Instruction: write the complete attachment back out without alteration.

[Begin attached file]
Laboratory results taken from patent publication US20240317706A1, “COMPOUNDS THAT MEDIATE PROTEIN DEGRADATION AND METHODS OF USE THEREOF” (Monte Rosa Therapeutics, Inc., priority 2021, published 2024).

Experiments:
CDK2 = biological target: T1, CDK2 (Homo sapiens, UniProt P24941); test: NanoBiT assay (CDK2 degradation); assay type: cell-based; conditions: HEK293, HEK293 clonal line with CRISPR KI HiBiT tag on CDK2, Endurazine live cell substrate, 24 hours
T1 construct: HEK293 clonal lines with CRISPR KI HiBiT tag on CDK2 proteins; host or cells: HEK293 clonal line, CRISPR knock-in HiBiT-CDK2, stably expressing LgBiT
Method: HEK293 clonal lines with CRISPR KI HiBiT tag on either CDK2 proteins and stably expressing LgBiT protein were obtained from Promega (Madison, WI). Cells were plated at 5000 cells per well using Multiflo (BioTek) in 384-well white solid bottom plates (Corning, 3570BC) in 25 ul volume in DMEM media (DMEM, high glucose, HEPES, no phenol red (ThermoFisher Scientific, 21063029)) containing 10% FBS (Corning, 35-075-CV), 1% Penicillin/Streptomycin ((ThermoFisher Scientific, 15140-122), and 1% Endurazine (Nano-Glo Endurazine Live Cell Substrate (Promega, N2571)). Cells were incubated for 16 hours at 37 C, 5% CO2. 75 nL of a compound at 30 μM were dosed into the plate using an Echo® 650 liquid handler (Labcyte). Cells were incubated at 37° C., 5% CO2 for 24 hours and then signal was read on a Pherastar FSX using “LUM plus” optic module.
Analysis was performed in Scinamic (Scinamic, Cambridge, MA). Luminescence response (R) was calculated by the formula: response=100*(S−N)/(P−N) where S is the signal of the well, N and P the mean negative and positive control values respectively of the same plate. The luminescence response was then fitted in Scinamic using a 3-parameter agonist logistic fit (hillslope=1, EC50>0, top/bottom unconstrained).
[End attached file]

Laboratory results taken from patent publication US20240317706A1, “COMPOUNDS THAT MEDIATE PROTEIN DEGRADATION AND METHODS OF USE THEREOF” (Monte Rosa Therapeutics, Inc., priority 2021, published 2024).

Experiments:
CDK2 = biological target: T1, CDK2 (Homo sapiens, UniProt P24941); test: NanoBiT assay (CDK2 degradation); assay type: cell-based; conditions: HEK293, HEK293 clonal line with CRISPR KI HiBiT tag on CDK2, Endurazine live cell substrate, 24 hours
T1 construct: HEK293 clonal lines with CRISPR KI HiBiT tag on CDK2 proteins; host or cells: HEK293 clonal line, CRISPR knock-in HiBiT-CDK2, stably expressing LgBiT
Method: HEK293 clonal lines with CRISPR KI HiBiT tag on either CDK2 proteins and stably expressing LgBiT protein were obtained from Promega (Madison, WI). Cells were plated at 5000 cells per well using Multiflo (BioTek) in 384-well white solid bottom plates (Corning, 3570BC) in 25 ul volume in DMEM media (DMEM, high glucose, HEPES, no phenol red (ThermoFisher Scientific, 21063029)) containing 10% FBS (Corning, 35-075-CV), 1% Penicillin/Streptomycin ((ThermoFisher Scientific, 15140-122), and 1% Endurazine (Nano-Glo Endurazine Live Cell Substrate (Promega, N2571)). Cells were incubated for 16 hours at 37 C, 5% CO2. 75 nL of a compound at 30 μM were dosed into the plate using an Echo® 650 liquid handler (Labcyte). Cells were incubated at 37° C., 5% CO2 for 24 hours and then signal was read on a Pherastar FSX using “LUM plus” optic module.
Analysis was performed in Scinamic (Scinamic, Cambridge, MA). Luminescence response (R) was calculated by the formula: response=100*(S−N)/(P−N) where S is the signal of the well, N and P the mean negative and positive control values respectively of the same plate. The luminescence response was then fitted in Scinamic using a 3-parameter agonist logistic fit (hillslope=1, EC50>0, top/bottom unconstrained).